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Microbiological Contamination


Microbiological contamination refers to the non-intended or accidental introduction of infectious material like bacteria, yeast, mould, fungi, virus, prions, protozoa or their toxins and by-products.[1,2]

“A nosocomial infection — also called “hospital-acquired infection” is defined as:
An infection occurring in a patient in a hospital or other healthcare facility in whom the infection was not present or incubating at the time of admission. This includes infections acquired in the hospital but appearing after discharge, and also occupational infections among staff of the facility.”3

Types of microbiological pathogens

There is a broad range of microbiological pathogens, which can cause contamination and thus infections. Within these groups, several different types of pathogens exist:

1. Bacteria: are microorganisms with a size of up to 5 µm and represent the most important group of pathogens when discussing microbiological contamination. According to the constitution of their cell wall, bacteria can be distinguished into Gram-positive and Gram-negative bacteria (see Figure 1, MeningococcusBacteria).

Bacteria can be further distinguished as follows:

1.1 “Commensal” bacteria: belong to the normal flora of healthy humans. They are usually harmless to healthy people or even have a significant protective role by preventing colonization by pathogenic microorganisms. Some commensal bacteria may however cause infection, if the natural host is compromised or if they are brought into the host’s tissue.

1.2 Pathogenic bacteria: have greater virulence and cause infections regardless of the host’s status.

2. Viruses: subcellular biological objects with a size of 20-200 nm. They exist with and without envelopes (shells mostly derived from host membranes covering the virus) and can cause serious infections (see Figure 2, HI-Virus).

3. Prions: infectious protein particles. They are the smallest pathogens, which are below 5 nm in size.
Both prions and viruses are particles without own metabolism and are thus not regarded as living organisms. For reproduction, they depend on the metabolism of a host organism.


4. Fungi, yeasts and protozoa with up to 200 µm in diameter are three further groups of infection sources.3 A Mycelium, the vegetative part of a fungus, is shown in Figure 3, Penicillium digitatum.


Toxic by-products of microorganisms

The most common example for endotoxins are the lipopolysaccharides (LPS) found in the outer membrane of the group of Gram-negative bacteria. If this membrane degenerates, e.g. when the bacteria dies, LPS’s are released. LPS are heat stable and cause serious fever, chills, sepsis and irreversible shock.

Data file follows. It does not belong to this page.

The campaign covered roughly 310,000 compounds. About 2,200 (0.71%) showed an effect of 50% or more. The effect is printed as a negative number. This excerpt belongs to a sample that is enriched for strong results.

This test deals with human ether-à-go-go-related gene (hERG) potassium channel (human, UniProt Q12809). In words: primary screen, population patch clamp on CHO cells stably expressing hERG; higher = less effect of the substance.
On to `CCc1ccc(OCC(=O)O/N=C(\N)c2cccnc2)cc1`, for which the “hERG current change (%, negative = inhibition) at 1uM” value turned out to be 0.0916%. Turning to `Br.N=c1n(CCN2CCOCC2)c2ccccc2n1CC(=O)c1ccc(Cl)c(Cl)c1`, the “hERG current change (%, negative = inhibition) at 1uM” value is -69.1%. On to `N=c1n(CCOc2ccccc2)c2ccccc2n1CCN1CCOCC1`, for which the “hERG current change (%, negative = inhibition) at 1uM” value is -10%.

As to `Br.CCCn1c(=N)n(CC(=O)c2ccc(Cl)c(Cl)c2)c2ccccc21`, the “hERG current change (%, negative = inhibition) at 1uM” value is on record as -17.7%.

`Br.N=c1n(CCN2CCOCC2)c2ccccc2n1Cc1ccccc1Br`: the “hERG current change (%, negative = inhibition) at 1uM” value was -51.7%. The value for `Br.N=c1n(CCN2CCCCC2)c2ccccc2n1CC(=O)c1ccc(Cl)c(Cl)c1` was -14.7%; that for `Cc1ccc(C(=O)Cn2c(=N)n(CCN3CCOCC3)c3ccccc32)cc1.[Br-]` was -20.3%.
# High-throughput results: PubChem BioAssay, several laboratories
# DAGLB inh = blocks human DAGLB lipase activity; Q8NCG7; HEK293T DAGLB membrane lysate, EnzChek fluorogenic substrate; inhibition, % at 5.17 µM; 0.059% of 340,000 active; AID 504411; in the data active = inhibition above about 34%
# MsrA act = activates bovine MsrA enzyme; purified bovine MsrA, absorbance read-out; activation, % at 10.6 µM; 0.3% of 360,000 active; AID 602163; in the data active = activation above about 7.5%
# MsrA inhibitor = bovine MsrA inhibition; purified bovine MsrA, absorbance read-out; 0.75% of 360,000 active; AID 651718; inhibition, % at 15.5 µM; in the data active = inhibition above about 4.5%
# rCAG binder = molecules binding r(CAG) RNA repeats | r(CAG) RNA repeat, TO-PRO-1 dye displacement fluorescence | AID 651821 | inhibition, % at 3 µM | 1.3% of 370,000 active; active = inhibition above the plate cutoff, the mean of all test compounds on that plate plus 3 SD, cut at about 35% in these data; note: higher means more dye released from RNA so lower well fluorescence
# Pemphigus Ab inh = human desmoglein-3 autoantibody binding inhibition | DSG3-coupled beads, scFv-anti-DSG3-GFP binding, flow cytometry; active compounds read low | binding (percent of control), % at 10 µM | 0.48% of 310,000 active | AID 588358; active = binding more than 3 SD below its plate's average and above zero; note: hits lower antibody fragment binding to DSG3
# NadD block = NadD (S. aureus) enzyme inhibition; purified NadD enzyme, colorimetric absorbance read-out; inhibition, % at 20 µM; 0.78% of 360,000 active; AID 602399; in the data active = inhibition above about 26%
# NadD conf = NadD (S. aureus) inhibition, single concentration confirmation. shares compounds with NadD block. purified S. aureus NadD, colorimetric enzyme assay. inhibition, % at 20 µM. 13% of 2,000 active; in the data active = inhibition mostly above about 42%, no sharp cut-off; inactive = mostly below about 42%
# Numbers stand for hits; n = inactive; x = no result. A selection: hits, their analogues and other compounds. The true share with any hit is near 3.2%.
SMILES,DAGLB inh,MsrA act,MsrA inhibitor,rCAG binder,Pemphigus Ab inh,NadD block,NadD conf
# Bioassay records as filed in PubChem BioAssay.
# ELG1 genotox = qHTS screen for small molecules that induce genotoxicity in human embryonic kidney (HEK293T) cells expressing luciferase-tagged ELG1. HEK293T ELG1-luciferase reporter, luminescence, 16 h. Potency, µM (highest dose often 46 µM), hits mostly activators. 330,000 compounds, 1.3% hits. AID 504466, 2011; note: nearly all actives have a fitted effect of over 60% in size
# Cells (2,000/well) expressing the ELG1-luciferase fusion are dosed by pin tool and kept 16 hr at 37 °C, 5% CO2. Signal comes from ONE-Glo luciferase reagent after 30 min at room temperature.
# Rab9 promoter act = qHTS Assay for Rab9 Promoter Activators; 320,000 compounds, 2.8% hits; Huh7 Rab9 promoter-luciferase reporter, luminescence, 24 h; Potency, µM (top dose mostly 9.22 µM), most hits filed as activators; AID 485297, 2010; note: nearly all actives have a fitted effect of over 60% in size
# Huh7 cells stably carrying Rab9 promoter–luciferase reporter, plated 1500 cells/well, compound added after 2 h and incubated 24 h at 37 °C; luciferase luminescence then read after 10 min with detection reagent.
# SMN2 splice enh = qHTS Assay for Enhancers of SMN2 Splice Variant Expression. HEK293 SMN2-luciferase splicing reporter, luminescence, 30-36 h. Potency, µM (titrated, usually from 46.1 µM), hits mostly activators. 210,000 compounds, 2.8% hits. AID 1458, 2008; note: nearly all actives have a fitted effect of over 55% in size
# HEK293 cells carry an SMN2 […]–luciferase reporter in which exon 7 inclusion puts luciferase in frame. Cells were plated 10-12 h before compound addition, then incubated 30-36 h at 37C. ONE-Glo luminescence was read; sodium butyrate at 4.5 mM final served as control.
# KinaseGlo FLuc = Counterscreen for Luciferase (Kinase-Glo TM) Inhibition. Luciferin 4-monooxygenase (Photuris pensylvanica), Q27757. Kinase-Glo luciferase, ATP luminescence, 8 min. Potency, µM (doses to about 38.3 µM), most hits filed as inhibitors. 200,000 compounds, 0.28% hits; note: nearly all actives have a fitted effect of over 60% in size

Exotoxins are toxic substances, which are actively excreted or released by a microorganism, like bacteria, fungi, algae, and protozoa. They can cause major damage to the host by destroying cells or disrupting normal metabolism, but they are mostly destroyed by heat. For example, Clostridium tetani produces the tetanospasmin which leads to the symptoms of tetanus; Vibrio cholerae produces the choleratoxin and leads to the symptoms of cholera. Under normal circumstances, one single bacterium will not cause any harm. However, even one bacterium can quickly replicate itself into millions: Under optimal conditions, bacteria like Escherischia coli can double their population every 20 minutes.

Time Quantity of Escherichea coli
20 min. 2
40 min. 4
1 h 8
2 h 64
3 h 512
4 h 4,096
5 h 32,768
6 h 262,144
6 h 40 min. 1,048,576

 “Nosocomial infections are widespread. They are important contributors to morbidity and mortality. They will become even more important as a public health problem with increasing economic and human impact because of:

  • Increasing numbers and crowding of people
  • More frequent impaired immunity
    (age, illness and treatments)
  • New microorganims
  • Increased bacterial resistance to antibiotics” 4

Definition of Catheter-Related Blood Stream Infection (CR-BSI)
The definition of CR-BSI helps with the decision whether a catheter is the primary source of bacteremia in a patient. They include exit site or tunnel infections and are defined as:

  • Erythema or induration within 2 cm of the catheter exit site, in the absence of concomitant bloodstream infection and without concomitant purulence
  • For tunnel infections, presence of tenderness, erythema, or site induration >2 cm from the catheter site along the subcutaneous tract of a tunneled catheter in the absence of concomitant blood stream infection is required.5